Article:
While her intention was to save Kitui South Game Reserve currently threatened to extinction by illegal logging and charcoal production. Charity Ngilu, the Governor of Kitui County instead unleashed a violent storm by banning production, transportation and the sale of charcoal in her County. Following this, Kenya’s National Government also banned tree cutting for an initial period of 90 days. Since then, the charcoal sector has experienced a serious blow. In the Nairobi markets, the price of the 50 kilogram bag has escalated making it twice expensive. In parts of the city of Nairobi, such as the Mathare slum, households are now using old tires to cook. For nearly two months, the press published so many articles on the series of bans and activities that have followed. The media excitement provoked by this tragedy now seems to have subsided until the Africa Carbon Forum to be held in Nairobi next April 2018. Yet, a problem of this magnitude, affects charcoal production and supply which is the main source energy for 82 per cent of urban households and 34 per cent of rural households according to the Kenya Forest Service .
How did we get here?
In Kenya, as the rest of the continent, biomass is the primary source of energy for the majority of both rural and urban populations. Several decades ago, in order to improve the cooking conditions of our households exposed to the inconveniences and dangers of the use of traditional sources of energy (agricultural waste, dunk cake and firewood), extensive programmes for the promotion of improved cook stoves were successfully launched allowing many households to move on the energy ladder from traditional fuels to charcoal. As a result 47 per cent of Kenyan households adopted the use of improved cook stoves.
Sequentially charcoal consumption has increased significantly, reaching 2.4 million tonnes per year. Unfortunately, there has been no attention paid to its production. In the absence of the management of the stock of biomass and supports to the charcoal sector, an informal production system with very inefficient fabrication methods that loses up to more than 85 per cent of the wood during processing emerged. The economic interests fuelled by a constantly growing demand have stimulated the growth of this informal and illegal production which has gradually penetrated most of the classified forests of the country. Furthermore, with the recent developments this has caused the enormous damage that we see today that threatens our water sources and our agricultural production system.
Is it too late?
It is difficult to find solutions to the ills that afflict our planet without integrating citizens in the solutions. This calls for development of solutions that allow sustainable use of the available biomass as source of energy for an increasingly large population, which has grown from 8.9 million people to 50 million as estimated by the Worldometers. It is therefore important to act before it is too late. Regardless of the barriers, nothing will reverse the phenomenon apart from sustainable alternatives accepted by the populations.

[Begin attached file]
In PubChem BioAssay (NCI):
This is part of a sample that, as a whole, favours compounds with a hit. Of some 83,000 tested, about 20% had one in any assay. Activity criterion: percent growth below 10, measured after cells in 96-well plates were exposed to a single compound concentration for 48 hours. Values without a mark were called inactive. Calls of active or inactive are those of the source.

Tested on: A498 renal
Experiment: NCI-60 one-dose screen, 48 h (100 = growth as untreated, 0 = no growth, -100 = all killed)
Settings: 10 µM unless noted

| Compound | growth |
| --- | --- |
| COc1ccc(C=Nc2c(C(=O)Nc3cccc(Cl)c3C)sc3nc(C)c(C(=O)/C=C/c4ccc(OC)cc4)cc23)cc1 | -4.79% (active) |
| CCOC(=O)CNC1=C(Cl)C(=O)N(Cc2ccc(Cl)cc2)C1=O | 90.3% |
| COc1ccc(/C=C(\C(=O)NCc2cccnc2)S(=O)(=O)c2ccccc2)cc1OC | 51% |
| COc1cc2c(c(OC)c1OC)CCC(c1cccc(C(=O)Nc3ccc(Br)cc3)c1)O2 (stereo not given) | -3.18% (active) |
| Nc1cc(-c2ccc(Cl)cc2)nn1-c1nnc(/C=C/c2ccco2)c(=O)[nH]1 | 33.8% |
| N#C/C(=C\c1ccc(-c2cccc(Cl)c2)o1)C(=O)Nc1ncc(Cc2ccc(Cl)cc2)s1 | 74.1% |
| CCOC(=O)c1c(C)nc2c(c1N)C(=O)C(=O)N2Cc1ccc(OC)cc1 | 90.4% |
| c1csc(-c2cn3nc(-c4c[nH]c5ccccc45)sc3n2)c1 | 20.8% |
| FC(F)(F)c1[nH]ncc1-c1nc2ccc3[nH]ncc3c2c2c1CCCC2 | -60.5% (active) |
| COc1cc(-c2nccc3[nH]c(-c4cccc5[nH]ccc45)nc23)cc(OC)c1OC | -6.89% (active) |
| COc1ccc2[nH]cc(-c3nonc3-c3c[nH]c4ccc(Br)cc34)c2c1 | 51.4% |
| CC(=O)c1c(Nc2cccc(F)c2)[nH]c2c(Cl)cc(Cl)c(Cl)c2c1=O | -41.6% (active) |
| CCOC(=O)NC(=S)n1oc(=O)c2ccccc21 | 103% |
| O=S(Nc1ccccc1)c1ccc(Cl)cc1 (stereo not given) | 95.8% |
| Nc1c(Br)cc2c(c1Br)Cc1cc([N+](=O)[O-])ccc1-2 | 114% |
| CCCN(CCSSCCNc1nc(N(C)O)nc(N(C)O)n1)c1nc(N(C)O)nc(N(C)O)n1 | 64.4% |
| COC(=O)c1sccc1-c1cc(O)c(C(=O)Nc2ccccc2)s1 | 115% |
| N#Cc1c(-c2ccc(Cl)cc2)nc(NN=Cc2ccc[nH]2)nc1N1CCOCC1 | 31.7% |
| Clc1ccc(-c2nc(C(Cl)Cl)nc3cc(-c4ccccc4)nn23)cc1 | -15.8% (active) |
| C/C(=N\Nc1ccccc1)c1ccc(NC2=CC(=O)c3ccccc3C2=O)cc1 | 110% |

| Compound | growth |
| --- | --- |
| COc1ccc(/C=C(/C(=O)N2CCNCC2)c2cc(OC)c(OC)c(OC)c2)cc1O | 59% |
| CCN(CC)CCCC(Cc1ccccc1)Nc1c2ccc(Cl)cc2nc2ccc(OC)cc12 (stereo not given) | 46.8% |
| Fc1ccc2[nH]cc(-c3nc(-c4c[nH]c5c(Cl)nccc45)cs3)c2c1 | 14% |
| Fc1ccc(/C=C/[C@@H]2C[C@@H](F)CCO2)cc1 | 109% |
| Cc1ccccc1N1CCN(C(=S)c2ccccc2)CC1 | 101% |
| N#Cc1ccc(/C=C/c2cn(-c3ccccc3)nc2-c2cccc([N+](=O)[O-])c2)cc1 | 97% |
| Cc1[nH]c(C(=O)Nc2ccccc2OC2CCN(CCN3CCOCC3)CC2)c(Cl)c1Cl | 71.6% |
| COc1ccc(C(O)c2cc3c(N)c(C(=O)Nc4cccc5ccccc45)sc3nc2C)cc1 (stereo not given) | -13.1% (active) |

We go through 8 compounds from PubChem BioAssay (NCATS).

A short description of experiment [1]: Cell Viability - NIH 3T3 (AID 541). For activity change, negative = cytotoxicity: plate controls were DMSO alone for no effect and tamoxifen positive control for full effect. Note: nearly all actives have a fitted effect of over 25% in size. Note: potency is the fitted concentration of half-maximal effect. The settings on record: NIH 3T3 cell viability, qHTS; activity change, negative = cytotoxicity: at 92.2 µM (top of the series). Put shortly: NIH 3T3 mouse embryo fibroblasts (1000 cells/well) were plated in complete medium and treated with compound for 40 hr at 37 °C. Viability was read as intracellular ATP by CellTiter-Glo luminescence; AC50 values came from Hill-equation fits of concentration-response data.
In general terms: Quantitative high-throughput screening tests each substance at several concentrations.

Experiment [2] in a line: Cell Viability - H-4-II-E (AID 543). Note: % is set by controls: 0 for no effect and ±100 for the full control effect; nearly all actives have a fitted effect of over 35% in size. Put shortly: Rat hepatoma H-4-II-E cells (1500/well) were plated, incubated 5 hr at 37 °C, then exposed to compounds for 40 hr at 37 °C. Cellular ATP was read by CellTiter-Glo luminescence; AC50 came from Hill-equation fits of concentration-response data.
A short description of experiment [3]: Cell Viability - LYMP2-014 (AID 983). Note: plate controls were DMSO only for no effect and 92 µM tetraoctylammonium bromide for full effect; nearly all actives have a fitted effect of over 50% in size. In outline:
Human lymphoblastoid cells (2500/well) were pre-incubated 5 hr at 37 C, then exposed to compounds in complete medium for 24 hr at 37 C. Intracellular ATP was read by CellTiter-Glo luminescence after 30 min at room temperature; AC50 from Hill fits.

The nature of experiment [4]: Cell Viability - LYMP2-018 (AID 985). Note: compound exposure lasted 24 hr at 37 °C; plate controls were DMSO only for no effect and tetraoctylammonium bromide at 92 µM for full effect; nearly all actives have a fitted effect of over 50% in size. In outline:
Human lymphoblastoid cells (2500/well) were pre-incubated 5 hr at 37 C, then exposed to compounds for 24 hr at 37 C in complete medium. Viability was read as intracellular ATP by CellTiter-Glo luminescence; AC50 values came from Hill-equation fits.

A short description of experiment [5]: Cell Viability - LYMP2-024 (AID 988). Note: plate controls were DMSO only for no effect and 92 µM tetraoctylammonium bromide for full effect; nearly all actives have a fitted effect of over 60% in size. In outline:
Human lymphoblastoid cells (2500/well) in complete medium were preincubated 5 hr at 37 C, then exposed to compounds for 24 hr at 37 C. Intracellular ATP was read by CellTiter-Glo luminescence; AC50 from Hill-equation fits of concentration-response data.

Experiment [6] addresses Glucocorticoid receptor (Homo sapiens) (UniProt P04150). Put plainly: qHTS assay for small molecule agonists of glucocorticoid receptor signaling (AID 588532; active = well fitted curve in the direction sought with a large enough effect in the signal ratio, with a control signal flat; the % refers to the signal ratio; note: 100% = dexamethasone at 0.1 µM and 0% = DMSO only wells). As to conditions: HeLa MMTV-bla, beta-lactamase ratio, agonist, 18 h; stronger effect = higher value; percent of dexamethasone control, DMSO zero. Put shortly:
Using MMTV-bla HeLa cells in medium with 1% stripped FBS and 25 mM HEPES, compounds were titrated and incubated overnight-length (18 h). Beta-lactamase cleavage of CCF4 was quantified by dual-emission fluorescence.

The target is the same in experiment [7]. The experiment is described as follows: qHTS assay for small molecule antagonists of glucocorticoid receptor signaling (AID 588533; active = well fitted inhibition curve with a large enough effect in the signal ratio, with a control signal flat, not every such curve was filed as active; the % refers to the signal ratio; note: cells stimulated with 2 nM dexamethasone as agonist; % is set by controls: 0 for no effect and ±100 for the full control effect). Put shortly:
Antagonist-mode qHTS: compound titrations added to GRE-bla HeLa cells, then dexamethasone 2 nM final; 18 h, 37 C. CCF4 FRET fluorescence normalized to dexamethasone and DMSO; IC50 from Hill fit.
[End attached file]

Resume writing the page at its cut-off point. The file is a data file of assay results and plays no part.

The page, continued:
For almost a decade, Hivos East Africa has invested in clean energy solutions in Kenya and in several other African countries. Supported by the Ministry of Foreign Affairs of the Netherlands since 2009 and by Department for International Development (DFID) through GIZ‘s Energizing Development Programme since 2015, Hivos East Africa, SNV and their national partners continue to implement bio-digesters programmes in five African countries. The Africa Biogas Partnership Programme (ABPP), which is implemented in Burkina Faso, Ethiopia, Kenya, Tanzania and Uganda, is the continent’s largest bio-digesters dissemination programme. Beyond the numerical result of approximately 70,000 biogas digesters installed to date, the greatest success of this intervention is the establishment- in each of these countries- of a market sector that allows private companies to sell biogas digesters to households.
On another front, Hivos East Africa and Greening Kenya Initiative Trust (GKIT) have been working for several years to formulate a programme which aims to amplify the nascent biomass briquette sector as a viable alternative to charcoal. These briquettes are made by agricultural residues such as rice husks/coffee waste, saw dust and baggase. In view of this trajectory, a pilot phase started in March 2018 with an aim of propelling other forms of alternative energy and driving the necessary transformation in the energy sector.
Hivos East Africa is also exploring other biomass sustainable management alternatives such as bio-ethanol based on sugar molasses, which the country has great potential thanks to its sugar industry. All in all, the scope and ambition of each intervention will depend on the willingness and involvement of central and local authorities to be an integral part of the various initiatives. Carried out together and in a coordinated way, these various initiatives will surely prevent Kenya from remaining on the path of desertification as already announced by several media houses!
Want to partner with us to co-create on these innovative solutions? You can reach out to our Programme Development Manager for Renewable Energy, Isaac Mwathi by email: email@example.com